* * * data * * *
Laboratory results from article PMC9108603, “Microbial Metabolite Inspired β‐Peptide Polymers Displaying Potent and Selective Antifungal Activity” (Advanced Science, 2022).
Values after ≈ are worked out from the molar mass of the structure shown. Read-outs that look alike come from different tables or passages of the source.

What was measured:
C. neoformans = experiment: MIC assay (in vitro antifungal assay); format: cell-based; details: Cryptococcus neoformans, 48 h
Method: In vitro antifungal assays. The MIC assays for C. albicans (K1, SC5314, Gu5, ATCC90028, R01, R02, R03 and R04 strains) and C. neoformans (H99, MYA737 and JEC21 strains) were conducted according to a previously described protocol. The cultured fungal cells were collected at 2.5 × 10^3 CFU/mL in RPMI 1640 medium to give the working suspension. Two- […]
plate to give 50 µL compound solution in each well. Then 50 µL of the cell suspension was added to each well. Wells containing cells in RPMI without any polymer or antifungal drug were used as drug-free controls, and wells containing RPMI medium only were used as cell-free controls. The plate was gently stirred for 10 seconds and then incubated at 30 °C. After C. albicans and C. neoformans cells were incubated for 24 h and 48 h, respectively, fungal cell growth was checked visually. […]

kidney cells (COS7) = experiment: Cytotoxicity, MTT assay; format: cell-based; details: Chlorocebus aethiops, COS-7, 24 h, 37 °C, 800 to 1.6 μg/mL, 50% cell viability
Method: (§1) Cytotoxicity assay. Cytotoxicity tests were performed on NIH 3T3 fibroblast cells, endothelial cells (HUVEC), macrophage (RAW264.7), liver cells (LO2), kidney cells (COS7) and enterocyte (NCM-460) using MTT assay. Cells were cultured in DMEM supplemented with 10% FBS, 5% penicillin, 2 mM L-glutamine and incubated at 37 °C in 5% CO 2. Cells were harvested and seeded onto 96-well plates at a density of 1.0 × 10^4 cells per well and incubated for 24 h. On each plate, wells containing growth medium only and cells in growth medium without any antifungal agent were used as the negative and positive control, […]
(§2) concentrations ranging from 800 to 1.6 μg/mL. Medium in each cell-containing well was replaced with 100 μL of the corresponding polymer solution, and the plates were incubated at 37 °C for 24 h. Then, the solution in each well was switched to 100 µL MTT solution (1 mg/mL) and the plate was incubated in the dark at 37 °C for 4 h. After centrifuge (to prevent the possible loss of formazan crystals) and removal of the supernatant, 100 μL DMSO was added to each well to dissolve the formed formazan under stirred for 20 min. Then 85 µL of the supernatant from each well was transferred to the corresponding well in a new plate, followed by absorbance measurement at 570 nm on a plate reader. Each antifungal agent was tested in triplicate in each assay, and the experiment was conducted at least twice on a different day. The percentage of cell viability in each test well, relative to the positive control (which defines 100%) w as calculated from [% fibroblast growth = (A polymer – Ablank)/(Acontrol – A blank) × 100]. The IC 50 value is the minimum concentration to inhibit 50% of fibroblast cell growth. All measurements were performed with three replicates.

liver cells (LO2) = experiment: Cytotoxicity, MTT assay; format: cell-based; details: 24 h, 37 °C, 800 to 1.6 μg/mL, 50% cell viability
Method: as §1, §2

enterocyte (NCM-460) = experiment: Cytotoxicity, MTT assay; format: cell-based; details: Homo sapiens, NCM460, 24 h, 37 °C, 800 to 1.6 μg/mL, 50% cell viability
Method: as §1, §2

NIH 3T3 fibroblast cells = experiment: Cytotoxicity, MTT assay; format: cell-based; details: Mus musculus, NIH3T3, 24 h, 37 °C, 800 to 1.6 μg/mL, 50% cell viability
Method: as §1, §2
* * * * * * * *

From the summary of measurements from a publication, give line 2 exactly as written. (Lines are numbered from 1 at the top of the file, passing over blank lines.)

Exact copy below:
Values after ≈ are worked out from the molar mass of the structure shown. Read-outs that look alike come from different tables or passages of the source.